Everyone must have experienced some low moments in their lives, but that is normal. However, few things might have pushed some of us to fall deeper into an empty, dark place, where hope seemed like a myth.
I lost one of my best friends many years ago. He passed away from cancer at a very young age. I have always thought that I have coped well with the loss. But as time went by, I realised that I still could not accept his death. Sometimes I had dreams about him being alive. Sometimes I had dreams about him dying. And one day, I had a dream that I killed him. I woke up with great sadness and a feeling of guilt. The days following the event, I started to see my life being pointless. There are too many problems in this world anyways. I did not feel excited about things I usually enjoyed. The idea of suicide seemed intriguing to me, for I might be able to run after my deceased best friend. I browsed on the internet about easy ways to end one’s life and saw offers for help.
On one of the sites I visited, there were people trying to console those who were in despair. Nevertheless, the words “don’t give up” seemed overused and have lost their meaning for me. Some of the advice I read suggested to reach out to someone you trust. Luckily, I have trustworthy people around me. Yet, there is only one person whom I feel comfortable talking with about my deepest issues. Thus, I reached out to him. His response was surprising. He said to me, “Whenever you feel suicidal, just remember that you will die anyway. So, no action is required”. The statement is very logical yet funny at the same time. He lightened up my mood instantly and made me re-think everything. I realised that there are so many wonderful places in the world I haven’t visited yet, so many diverse foods I haven’t tasted yet, and so many activities I haven’t tried yet. But ultimately, I’ve still got time to spend with my beloved ones who are still living.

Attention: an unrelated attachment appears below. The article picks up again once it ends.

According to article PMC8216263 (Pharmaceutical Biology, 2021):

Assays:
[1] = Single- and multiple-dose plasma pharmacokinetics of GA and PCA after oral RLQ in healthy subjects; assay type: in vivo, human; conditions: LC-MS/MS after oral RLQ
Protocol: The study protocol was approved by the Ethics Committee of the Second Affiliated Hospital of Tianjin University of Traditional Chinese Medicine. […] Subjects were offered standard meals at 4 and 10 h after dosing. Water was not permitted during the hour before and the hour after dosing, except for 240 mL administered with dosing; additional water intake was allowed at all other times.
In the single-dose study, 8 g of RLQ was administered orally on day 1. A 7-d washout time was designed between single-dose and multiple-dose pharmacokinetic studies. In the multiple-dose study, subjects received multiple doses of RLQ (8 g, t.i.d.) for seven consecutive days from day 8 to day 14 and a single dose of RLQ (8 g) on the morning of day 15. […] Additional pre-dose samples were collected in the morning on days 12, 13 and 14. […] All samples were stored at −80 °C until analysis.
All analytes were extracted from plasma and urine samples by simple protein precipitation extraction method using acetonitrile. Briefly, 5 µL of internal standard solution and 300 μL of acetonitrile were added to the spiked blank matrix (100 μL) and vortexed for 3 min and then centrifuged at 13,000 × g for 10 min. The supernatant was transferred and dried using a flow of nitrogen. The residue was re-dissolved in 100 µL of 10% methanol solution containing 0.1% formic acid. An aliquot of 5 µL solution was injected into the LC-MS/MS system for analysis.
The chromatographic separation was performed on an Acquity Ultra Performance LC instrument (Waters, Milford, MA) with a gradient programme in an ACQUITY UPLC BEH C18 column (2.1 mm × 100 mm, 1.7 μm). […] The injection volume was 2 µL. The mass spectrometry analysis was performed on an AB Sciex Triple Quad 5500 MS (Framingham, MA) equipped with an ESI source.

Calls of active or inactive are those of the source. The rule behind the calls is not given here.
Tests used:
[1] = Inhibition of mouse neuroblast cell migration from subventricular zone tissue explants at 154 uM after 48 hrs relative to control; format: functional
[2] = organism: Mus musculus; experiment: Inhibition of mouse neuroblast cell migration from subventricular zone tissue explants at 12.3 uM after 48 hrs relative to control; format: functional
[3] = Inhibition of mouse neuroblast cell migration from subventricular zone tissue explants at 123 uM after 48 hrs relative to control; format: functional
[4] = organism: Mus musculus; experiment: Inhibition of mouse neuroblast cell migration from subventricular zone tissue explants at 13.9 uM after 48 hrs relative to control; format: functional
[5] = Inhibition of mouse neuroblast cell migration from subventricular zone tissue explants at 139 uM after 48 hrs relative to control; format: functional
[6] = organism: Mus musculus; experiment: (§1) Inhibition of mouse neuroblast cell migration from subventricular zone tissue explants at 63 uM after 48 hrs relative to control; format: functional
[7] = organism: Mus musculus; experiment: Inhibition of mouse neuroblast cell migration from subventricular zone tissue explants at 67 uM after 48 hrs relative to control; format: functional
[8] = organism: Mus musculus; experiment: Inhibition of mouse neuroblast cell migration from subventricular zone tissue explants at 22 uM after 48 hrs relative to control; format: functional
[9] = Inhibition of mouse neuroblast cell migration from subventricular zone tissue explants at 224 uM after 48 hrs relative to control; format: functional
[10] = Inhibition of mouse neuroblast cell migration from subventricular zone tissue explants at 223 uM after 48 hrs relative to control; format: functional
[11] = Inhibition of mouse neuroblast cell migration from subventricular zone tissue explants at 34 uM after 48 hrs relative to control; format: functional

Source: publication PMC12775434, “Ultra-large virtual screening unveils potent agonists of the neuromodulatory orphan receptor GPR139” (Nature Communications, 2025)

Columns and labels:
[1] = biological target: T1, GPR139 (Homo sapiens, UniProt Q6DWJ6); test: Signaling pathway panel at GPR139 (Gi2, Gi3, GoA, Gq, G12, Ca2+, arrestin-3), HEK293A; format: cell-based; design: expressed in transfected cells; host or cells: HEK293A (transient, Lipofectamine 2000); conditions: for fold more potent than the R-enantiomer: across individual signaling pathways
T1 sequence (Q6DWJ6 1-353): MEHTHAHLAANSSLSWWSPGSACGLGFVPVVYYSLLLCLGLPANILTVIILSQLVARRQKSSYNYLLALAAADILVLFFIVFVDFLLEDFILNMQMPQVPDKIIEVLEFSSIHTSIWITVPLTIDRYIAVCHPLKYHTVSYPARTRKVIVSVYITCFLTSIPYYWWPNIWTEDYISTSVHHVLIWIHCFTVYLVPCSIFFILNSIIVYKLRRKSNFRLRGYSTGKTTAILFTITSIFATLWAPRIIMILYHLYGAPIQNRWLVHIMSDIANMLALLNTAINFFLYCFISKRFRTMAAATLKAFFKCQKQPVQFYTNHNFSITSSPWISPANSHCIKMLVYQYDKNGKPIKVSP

As the lyrics in one of the songs by my favourite musicians goes, “Trouble keeping our head sometimes. We just have to push on. We don’t get to give up this life. All the breath in your lungs is stronger than the tears in your eyes.” – Tim Bergling. It was unfortunate that Tim took his own life in 2018. However, those who fight the similar battle should open their eyes for something bigger and reach out to those whom you trust.
I met some people from the Scottish Association for Mental Health (SAMH) last year during the BeWell Week at the University. Below are some numbers they provided for those who need to find help and support:
SAMH: 0141 530 1000
Samaritans: 116 123
Breathing Space: 0800 83 85 87
NHS 24: 111